As noted in the telnet ENCRYPTION option specifications, a keyid value of zero indicates the default encryption key, as might be derived from the telnet AUTHENTICATION option. If the default encryption key negotiated as a result of the telnet AUTHENTICATION option contains less than 8 bytes, then the DES_CFB64 option must not be offered or used as a valid telnet encryption option. If the encryption key negotiated as a result of the telnet AUTHENTICATION option is greater than 16 bytes the first 8 bytes of the key should be used as keyid 0 for data sent from the telnet client to the telnet server, and the second 8 bytes of the key should be used as keyid 0 for data sent by the telnet server to the telnet client. Otherwise, the first 8 bytes of the encryption key is used as keyid zero for the telnet ENCRYPTION option in both directions (with the client as WILL ENCRYPT and the server as WILL ENCRYPT). In all cases, if the key negotiated by the telnet AUTHENTICATION option was not a DES key, the key used by the DES_CFB64 must have its parity corrected after it is determined using the above algorithm. Note that the above algorithm assumes that it is safe to use a non- DES key (or part of a non-DES key) as a DES key. This is not necessarily true of all cipher systems, but we specify this behaviour as the default since it is true for most authentication systems in popular use today, and for compatibility with existing implementations. New telnet AUTHENTICATION mechanisms may specify alternative methods for determining the keys to be used for this cipher suite in their specification, if the session key negotiated by that authentication mechanism is not a DES key and and where this algorithm may not be safely used.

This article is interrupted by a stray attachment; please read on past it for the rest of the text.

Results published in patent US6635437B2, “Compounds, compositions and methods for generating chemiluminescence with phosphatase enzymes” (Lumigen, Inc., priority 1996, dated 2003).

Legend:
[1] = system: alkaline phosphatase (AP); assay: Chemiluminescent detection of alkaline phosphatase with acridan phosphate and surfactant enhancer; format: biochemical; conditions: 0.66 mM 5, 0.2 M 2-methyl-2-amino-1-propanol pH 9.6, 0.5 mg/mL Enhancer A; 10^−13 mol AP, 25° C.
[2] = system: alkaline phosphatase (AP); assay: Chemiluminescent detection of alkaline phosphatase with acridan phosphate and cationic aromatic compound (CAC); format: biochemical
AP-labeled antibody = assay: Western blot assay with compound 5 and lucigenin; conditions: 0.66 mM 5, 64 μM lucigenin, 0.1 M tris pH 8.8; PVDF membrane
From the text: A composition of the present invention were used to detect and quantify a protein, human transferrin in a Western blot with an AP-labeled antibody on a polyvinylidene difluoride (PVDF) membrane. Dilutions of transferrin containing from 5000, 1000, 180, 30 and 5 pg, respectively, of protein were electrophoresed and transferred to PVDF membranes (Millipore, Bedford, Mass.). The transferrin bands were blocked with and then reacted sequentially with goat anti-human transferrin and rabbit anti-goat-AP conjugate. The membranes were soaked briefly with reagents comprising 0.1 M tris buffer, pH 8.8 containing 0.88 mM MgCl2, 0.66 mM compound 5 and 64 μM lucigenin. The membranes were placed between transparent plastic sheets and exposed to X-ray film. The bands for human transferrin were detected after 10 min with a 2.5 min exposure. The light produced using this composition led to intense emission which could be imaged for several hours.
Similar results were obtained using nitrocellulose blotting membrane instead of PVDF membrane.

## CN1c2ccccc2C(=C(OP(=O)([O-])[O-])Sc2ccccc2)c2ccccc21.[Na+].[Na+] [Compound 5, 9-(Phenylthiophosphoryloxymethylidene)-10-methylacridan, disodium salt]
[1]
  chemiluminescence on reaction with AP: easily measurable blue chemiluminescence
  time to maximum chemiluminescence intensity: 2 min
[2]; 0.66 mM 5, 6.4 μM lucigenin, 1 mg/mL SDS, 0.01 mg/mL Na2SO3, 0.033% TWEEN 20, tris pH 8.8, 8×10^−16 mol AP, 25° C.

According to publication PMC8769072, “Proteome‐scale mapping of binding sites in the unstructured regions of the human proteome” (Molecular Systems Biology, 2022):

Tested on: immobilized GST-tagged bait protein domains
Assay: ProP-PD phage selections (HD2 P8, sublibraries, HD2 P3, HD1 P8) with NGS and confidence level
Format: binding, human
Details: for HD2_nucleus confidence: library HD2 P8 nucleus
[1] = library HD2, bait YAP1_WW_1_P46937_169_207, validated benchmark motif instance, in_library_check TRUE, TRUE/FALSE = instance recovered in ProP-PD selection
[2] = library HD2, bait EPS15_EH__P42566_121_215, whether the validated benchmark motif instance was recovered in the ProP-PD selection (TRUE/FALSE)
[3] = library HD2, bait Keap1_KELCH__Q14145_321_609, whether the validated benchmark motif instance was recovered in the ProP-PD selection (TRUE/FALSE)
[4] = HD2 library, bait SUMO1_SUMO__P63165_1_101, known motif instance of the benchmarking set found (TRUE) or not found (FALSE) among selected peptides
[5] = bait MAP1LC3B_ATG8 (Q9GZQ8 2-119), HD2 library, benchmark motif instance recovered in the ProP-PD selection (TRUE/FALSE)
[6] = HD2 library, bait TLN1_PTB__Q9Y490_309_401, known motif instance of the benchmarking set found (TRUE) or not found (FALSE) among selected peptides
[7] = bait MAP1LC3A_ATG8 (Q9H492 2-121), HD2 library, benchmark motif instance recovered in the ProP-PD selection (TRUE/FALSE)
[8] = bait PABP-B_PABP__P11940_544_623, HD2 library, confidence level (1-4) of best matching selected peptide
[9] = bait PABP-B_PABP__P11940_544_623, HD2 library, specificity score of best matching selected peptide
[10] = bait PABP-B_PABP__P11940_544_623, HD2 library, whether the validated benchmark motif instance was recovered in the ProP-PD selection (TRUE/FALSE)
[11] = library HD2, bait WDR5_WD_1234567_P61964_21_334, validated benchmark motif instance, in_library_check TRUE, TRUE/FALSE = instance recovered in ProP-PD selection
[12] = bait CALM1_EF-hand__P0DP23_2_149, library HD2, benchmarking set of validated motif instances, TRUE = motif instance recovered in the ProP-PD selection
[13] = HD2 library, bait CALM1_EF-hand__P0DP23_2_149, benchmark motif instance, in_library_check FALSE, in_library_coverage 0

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6. Security Considerations

Encryption using Cipher Feedback does not ensure data integrity; the active attacker has a limited ability to modify text, if he can predict the clear-text that was being transmitted. The limitations faced by the attacker (that only 8 bytes can be modified at a time, and the following 8-byte block of data will be corrupted, thus making detection likely) are significant, but it is possible that an active attacker still might be able to exploit this weakness. The tradeoff here is that adding a message authentication code (MAC) will significantly increase the number of bytes needed to send a single character in the telnet protocol, which will impact performance on slow (i.e. dialup) links.

7. Acknowledgments

This document was originally written by Dave Borman of Cray Research with the assistance of the IETF Telnet Working Group.

Author's Address

Theodore Ts'o, Editor VA Linux Systems 43 Pleasant St. Medford, MA 02155 Phone: (781) 391-3464 EMail: tytso@mit.edu
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Full Copyright Statement